Raymond et al.: I, Analytical Biochemistry, Preparation and Properties of Acrylirnide Gel for Use in Electrophoresis, volume 1, 1960, pp. 391-396.
Ferris et al.: American Journal of Clinical Pathology, vol. 38, October 1962, pp. 383-387, 204-1806.
Lederer: Chromatographic Reviews, volumes 1-4, 1959-62.
Ferres et al.: Blood, Hemoglobin Electrophoresis in Arcylimide Gel, vol. 19, April 1962, pp. 479-481.
JOHN H. MACK, Primary Examiner.
HOWARD S. WILLIAMS, Examiner.
G. E. BATTIST, E. ZAGARELLA,
|Citing Patent||Filing date||Publication date||Applicant||Title|
|US3497437 *||21 Jun 1967||24 Feb 1970||Baxter Laboratories Inc||Method of electrophoresis|
|US3533935 *||20 Mar 1968||13 Oct 1970||Us Agriculture||Liquid zone electrophoresis apparatus|
|US3620947 *||10 Apr 1969||16 Nov 1971||Ortec Inc||Electrophoretic system|
|US3640813 *||9 Jun 1969||8 Feb 1972||Nerenberg Samuel T||Adapter for a macromolecule separation device|
|US3847785 *||14 Feb 1972||12 Nov 1974||Instr Specialties Co Inc||Electrophoresis aparatus|
|US3855111 *||30 Oct 1973||17 Dec 1974||Instrumentation Specialties Co||Electrophoresis apparatus|
|US3856655 *||15 Jan 1973||24 Dec 1974||Bovril Ltd||Vertical gel electrophoresis apparatus|
|US3867271 *||13 Aug 1973||18 Feb 1975||Hoefer Scientific Instr||Gel electrophoresis apparatus and method|
|US3873432 *||30 Oct 1972||25 Mar 1975||Bernstein Leslie||Continuous preparative electrophoresis method|
|US3888758 *||28 Jun 1973||10 Jun 1975||Saeed Sheik Arshad||Apparatus for large scale gel electrophoresis|
|US3901782 *||27 Mar 1974||26 Aug 1975||Novex Co Ltd||Process for the fractionation and identification of proteins by starch gel electrophoresis|
|US3902986 *||23 Apr 1973||2 Sep 1975||Colora Messtechnik Gmbh||Apparatus for preparative electrophoresis|
|US3948743 *||14 Apr 1975||6 Apr 1976||Bio-Rad Laboratories||Method for gel electrophoresis|
|US3956099 *||23 Dec 1974||11 May 1976||Louis Israel||Continuous preparative electrophoresis apparatus|
|US4246084 *||29 May 1979||20 Jan 1981||Beckman Instruments, Inc.||Electrophoretic technique for assaying the relative distribution of lactate dehydrogenase isoenztimes and buffers for use therein|
|US4290855 *||31 Dec 1979||22 Sep 1981||The Regents Of The University Of California||Method of isotope enrichment|
|US4305799 *||9 Jul 1980||15 Dec 1981||Max-Planck-Gesellschaft Zur Forderung Der Wissenschaften, E.V.||Method and apparatus for performing uni- and bi-dimensional micro-gel electrophoresis|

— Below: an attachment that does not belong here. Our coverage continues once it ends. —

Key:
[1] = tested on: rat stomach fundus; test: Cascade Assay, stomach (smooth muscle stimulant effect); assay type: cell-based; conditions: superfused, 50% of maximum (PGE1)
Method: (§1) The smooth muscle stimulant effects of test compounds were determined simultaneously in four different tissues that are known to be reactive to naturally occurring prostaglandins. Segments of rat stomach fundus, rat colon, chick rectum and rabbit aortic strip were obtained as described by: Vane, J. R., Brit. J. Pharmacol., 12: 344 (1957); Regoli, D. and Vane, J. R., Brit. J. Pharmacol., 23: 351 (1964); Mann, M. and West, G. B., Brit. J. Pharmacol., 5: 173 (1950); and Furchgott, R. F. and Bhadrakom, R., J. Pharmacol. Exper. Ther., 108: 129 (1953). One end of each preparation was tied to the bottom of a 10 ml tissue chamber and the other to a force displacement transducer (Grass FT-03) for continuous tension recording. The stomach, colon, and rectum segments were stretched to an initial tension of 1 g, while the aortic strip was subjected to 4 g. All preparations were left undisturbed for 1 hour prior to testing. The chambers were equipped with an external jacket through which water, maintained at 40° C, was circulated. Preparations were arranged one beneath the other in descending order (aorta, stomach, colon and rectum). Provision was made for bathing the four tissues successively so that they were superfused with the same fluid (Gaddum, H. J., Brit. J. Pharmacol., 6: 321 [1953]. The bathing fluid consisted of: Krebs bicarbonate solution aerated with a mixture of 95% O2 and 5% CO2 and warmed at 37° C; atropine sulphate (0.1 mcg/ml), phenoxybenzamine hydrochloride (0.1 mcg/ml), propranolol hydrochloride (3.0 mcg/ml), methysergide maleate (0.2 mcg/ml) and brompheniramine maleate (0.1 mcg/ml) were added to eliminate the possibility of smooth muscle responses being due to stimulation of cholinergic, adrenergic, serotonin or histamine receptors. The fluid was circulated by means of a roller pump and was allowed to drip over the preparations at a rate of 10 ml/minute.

|US4321120 *||19 Mar 1980||23 Mar 1982||Nardi Ronald V||Process for detecting proteins specific to hypertension in mammals|
|US4323439 *||31 Dec 1979||6 Apr 1982||The Regents Of The University Of California||Method and apparatus for dynamic equilibrium electrophoresis|
|US4481094 *||2 Nov 1983||6 Nov 1984||Techamerica Group, Inc.||Stabilized polyacrylamide gels and system for SDS electrophoresis|
|US4545888 *||6 Apr 1984||8 Oct 1985||Walsh J William||Apparatus for electrophoretic recovery of nucleic acids and other substances|
|US4735697 *||17 Apr 1985||5 Apr 1988||Phoresis Transfer Systems, Inc.||Method and apparatus for separating complex mixtures of bio-organic materials|
|US4801366 *||18 Mar 1987||31 Jan 1989||Godfrey Jamie E||Apparatuses and methods for analyzing macro-ions at electrophoretic steady state|
|US5246577 *||10 Jul 1992||21 Sep 1993||Millipore Corporation||Apparatus for effecting capillary electrophoresis|
|US5332484 *||2 Aug 1993||26 Jul 1994||Hi-Tech Bio-Tech, Inc.||Apparatus and process for the large scale separation and retrieval of proteins from cellular extracts|
|US5348658 *||17 Feb 1993||20 Sep 1994||Waters Investments Limited||Process for effecting capillary electrophoresis|
|US5387325 *||13 Dec 1991||7 Feb 1995||Opplt; Jan J.||Discontinuous and nonsequential polymeric gel systems for separation of macromolecules|
|US7618807||28 Sep 2007||17 Nov 2009||Ventana Medical Systems, Inc.||Apparatus for electrophoretic in situ tissue staining|
|US20050074890 *||18 May 2004||7 Apr 2005||Ventana Medical Systems, Inc.||Electrophoretic in situ tissue staining|
|US20080020450 *||28 Sep 2007||24 Jan 2008||Charles Lemme||Apparatus for Electrophoretic In Situ Tissue Staining|
|DE3003190A1 *||30 Jan 1980||7 Aug 1980||Technicon Instr||Verfahren und vorrichtung zur durchfuehrung von immunoassays|
|DE3003191A1 *||30 Jan 1980||7 Aug 1980||Technicon Instr||Scheiben-elektrophorese mit gelen (disc-gel-elektrophorese)|
|EP0382426A2 *||2 Feb 1990||16 Aug 1990||Applied Biosystems, Inc.||Micro-preparative electrophoresis apparatus|
|EP0382426A3 *||2 Feb 1990||25 Mar 1992||Applied Biosystems, Inc.||Micro-preparative electrophoresis apparatus|
|EP0459241A1 *||16 May 1991||4 Dec 1991||Waters Investments Limited||Process and apparatus for effecting capillary electrophoresis|
|EP0471949A1 *||27 Jun 1991||26 Feb 1992||Hewlett-Packard Company||Situ sample pretreatment in electrophoresis capillary|
|WO1981002791A1 *||17 Mar 1981||1 Oct 1981||R Nardi||Process for detecting proteins specific to hypertension in mammals|
|WO1987005230A1 *||5 Mar 1987||11 Sep 1987||Automated Microbiology Systems Limited||Electrophoresis gel and method of production|
|WO1992010277A1 *||13 Dec 1991||25 Jun 1992||Opplt Jan J||Discontinuous and nonsequential polymeric gel systems for separation of macromolecules|
|WO1999030145A1 *||4 Dec 1998||17 Jun 1999||Mosaic Technologies||Slotted electrophoresis gel composition and methods of use thereof|
|U.S. Classification||204/459, 204/548|
|Cooperative Classification||G01N27/44756, G01N27/44747|
|European Classification||G01N27/447C, G01N27/447B5|
|2 Nov 1983||AS02||Assignment of assignor's interest|
Owner name: CALIFORNIA IMMUNO DIAGNOSTICS, INC., 348 A RANCHER
Owner name: MILES LABORATORIES, INC.
Effective date: 19830610
|2 Nov 1983||AS||Assignment|
Owner name: CALIFORNIA IMMUNO DIAGNOSTICS, INC., 348 A RANCHER
Free format text: ASSIGNMENT OF ASSIGNORS INTEREST.;ASSIGNOR:MILES LABORATORIES, INC.;REEL/FRAME:004190/0924
Effective date: 19830610